Before a classic goodbye-Dubai post, I just wanted to return to the artsy vocation of this blog and say something about the art scene here, which, much like everything else, is exciting, fast-pacing and sparklingly modern.
First, a word about the foundation I’m interning with, the Farjam Foundation, a private, non-profit and non-governmental organisation. It is basically a space to display the impressive art collection owned by Farhad Farjam, which includes modern and contemporary pieces (Picasso, Matisse, Miro, just to mention a few) alongside Islamic and Middle Eastern works. The aim of the Foundation is to showcase selected artworks in exhibitions open to the public. The Foundation also promotes cultural and educational activities, which is where the Art Camp I’m helping with comes into the picture.
The Farjam Foundation (ready for its Art Camp)
The Farjam Foundation is located in DIFC (Dubai International Financial Centre), the heart of Dubai’s finance, banking, and business services. The foundation is in a sub-area called Gate Village, where other art galleries have their headquarters too: Opera Gallery, Ayyam Gallery, Art Sawa, Cuadro Gallery, and Christie’s are only a few of them. I’ve had a good look around during my internship, and some of the works on display are tremendously contemporary, both Middle Eastern and international – I’ve found a couple of Damien Hirst’s! In general, bright colours are a recurrent feature, together with urban snapshots and reflections on the materialistic culture of the city, but there’s also room for abstraction. Many of the galleries sell the works on display, hence an overall understandable business-like atmosphere.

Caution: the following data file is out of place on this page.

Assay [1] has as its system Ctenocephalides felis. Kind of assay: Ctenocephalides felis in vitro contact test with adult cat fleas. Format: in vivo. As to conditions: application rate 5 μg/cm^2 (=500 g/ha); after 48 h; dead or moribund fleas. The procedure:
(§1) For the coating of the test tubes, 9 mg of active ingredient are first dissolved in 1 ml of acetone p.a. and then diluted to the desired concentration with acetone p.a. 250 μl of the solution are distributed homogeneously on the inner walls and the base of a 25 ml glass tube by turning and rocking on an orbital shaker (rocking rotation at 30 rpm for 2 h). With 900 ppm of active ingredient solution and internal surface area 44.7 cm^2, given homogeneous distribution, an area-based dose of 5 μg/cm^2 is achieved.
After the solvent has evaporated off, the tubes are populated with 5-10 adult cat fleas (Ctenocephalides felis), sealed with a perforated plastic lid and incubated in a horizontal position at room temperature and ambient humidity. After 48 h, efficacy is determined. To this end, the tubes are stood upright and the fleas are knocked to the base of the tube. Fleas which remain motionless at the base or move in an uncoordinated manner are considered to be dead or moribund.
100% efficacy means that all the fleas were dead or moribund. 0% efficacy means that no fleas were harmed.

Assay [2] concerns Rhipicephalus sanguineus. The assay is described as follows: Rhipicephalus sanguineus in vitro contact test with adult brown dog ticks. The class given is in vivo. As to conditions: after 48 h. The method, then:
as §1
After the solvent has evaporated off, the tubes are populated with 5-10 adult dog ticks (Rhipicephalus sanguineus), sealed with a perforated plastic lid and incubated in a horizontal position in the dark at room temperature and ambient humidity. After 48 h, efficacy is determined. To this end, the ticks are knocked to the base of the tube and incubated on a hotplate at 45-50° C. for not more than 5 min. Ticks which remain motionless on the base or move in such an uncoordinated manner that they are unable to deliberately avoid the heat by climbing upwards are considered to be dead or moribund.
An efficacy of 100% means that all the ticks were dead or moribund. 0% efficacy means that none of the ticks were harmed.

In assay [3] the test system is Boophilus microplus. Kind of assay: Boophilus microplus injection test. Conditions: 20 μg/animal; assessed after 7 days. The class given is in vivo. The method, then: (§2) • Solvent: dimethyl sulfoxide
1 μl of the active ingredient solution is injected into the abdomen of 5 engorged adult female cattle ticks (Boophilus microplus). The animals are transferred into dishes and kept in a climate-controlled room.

Gate Village in DIFC
Art Sawa in DIFC
Scattered across the city there are of course other galleries. Dubai’s first gallery was The Majlis Gallery, opened in 1989 – prehistory in Dubai time! Thanks to expat Alison Collins, the gallery aimed at being a ‘haven for artists and art lovers alike’; majlis itself means ‘a place of sitting’. Today, as well as hosting exhibitions and workshops, it has become a sort of tourist attraction, so much so that among the pricey artworks it also sells cheaper stuff serving as souvenirs. The atmosphere is more informal than at DIFC, but the quality of the works is just as fascinating. Interesting is also Pro Art Gallery, in Jumeirah, next to the Great Mosque. My guide claimed the gallery owned a lot of early 20th century works, but the exhibition on display focused on Pop Art.
The Majlis Gallery
Pro Art Gallery
Quite different from these classy places is the art-district of Alserkal Avenue, in the Al Quoz area. Imagine an industrial area full of warehouses, in what looks like the beginning of a desert. Here Alserkal Avenue was founded in 2007, as a hub for artists hosting around 20 art galleries, which burst with contemporary sculptures, paintings and photographs. Something I wasn’t expecting to find was the prominent presence of African artists, emerging just now in the contemporary art scenario. This is the last place you’d expect to find art it, and yet it’s planning to expand in the near future with new creatives opening their doors.
La Galerie Nationale in Aserkal Avenue
As you can see, the city has a lot to offer to art lovers, and it was great to have the chance to explore so much. I’m looking forward to come back in a few years and see what’s changed. I have to come back when the Guggenheim in Abu Dhabi opens anyway.